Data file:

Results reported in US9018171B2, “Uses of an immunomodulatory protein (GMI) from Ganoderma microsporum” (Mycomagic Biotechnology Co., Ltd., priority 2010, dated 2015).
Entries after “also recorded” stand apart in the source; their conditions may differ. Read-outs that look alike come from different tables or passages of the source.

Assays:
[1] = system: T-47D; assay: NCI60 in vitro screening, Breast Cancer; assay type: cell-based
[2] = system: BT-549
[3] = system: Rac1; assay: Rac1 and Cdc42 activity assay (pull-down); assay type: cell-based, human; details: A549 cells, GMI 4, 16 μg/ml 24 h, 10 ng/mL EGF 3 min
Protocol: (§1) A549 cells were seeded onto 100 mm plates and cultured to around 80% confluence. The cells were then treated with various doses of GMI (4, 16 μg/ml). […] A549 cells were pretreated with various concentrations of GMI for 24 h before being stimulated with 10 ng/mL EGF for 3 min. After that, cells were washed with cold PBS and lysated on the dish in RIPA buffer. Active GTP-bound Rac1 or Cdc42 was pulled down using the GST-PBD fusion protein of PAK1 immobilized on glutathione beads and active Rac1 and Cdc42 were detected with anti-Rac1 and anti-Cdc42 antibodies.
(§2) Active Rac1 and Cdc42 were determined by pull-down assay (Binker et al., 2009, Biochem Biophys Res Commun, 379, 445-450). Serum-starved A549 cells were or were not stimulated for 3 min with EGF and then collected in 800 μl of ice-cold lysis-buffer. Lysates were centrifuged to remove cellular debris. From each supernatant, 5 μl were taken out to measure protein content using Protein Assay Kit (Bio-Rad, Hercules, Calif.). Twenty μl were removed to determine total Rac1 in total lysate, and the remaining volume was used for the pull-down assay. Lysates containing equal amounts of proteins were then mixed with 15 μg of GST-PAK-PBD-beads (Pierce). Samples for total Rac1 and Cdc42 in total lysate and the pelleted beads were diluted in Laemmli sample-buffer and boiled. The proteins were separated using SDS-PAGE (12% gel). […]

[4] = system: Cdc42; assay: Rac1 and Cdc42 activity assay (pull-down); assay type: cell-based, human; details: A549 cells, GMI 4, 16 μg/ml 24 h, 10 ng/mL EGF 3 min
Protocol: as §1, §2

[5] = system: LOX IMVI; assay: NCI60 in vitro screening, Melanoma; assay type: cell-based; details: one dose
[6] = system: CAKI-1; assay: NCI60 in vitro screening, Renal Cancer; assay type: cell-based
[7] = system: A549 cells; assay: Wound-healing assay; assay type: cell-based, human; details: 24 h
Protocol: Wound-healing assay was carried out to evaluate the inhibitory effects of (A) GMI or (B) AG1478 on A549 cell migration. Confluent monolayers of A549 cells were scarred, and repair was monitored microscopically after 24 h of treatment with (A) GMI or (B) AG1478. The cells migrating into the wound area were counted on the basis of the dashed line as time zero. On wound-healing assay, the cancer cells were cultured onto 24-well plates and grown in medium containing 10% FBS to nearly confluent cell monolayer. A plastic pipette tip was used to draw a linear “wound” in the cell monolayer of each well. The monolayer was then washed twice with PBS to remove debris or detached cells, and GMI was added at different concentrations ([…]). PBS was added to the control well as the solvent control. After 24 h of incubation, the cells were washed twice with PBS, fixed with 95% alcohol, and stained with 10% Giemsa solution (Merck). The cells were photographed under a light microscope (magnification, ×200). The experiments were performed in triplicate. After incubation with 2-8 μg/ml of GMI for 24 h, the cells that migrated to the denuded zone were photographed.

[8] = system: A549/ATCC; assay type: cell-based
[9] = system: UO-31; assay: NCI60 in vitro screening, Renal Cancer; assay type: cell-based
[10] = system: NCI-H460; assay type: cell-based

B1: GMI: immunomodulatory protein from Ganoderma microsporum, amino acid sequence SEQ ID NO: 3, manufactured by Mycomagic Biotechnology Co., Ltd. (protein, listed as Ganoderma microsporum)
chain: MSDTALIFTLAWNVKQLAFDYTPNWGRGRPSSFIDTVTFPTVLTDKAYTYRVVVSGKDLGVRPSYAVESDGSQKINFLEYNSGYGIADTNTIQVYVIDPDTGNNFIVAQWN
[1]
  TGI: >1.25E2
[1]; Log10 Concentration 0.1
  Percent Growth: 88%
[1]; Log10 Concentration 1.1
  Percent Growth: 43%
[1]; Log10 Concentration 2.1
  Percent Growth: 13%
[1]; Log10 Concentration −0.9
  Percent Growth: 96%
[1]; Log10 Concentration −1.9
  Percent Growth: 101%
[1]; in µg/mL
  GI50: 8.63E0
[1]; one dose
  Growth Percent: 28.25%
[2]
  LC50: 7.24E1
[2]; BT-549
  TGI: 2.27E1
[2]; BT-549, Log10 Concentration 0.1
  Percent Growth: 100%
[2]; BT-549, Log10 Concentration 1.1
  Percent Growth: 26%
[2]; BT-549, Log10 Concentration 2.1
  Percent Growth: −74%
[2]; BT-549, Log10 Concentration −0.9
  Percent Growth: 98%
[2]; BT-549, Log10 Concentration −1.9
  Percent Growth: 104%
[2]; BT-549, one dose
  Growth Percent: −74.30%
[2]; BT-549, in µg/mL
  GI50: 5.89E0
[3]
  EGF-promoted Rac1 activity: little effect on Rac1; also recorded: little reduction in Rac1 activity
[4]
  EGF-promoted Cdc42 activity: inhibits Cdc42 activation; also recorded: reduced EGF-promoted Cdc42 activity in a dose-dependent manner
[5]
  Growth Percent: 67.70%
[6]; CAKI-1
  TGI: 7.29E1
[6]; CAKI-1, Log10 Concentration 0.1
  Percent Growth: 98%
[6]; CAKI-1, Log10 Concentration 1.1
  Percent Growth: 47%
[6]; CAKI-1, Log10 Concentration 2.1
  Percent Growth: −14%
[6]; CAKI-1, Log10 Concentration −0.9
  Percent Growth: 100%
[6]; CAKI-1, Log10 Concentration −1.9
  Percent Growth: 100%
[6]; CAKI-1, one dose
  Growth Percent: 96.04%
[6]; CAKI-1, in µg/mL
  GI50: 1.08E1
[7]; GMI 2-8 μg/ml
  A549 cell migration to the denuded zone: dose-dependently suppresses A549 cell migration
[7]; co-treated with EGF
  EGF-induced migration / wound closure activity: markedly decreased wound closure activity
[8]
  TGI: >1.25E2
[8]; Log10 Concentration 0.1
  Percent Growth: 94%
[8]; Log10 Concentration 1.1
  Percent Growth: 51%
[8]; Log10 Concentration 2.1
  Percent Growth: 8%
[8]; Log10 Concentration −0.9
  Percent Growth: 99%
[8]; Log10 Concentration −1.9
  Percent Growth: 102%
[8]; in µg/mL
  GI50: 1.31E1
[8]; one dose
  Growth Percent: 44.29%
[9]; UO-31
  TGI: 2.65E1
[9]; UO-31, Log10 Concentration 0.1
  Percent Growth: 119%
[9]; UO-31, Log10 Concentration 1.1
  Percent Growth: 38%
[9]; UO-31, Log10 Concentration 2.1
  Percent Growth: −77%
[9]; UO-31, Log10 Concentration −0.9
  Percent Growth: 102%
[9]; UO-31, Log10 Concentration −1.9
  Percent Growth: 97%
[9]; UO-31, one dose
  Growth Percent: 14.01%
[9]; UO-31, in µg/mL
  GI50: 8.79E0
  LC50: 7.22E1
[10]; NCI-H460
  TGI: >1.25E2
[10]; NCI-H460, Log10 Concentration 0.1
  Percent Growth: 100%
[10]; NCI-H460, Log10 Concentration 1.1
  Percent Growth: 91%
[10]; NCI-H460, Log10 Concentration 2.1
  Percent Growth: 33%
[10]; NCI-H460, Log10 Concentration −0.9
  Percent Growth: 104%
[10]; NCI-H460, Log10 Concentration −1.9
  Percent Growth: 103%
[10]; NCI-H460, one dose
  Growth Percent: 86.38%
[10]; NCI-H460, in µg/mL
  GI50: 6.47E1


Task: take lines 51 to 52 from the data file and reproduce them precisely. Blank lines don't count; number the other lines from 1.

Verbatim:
  Growth Percent: −74.30%
[2]; BT-549, in µg/mL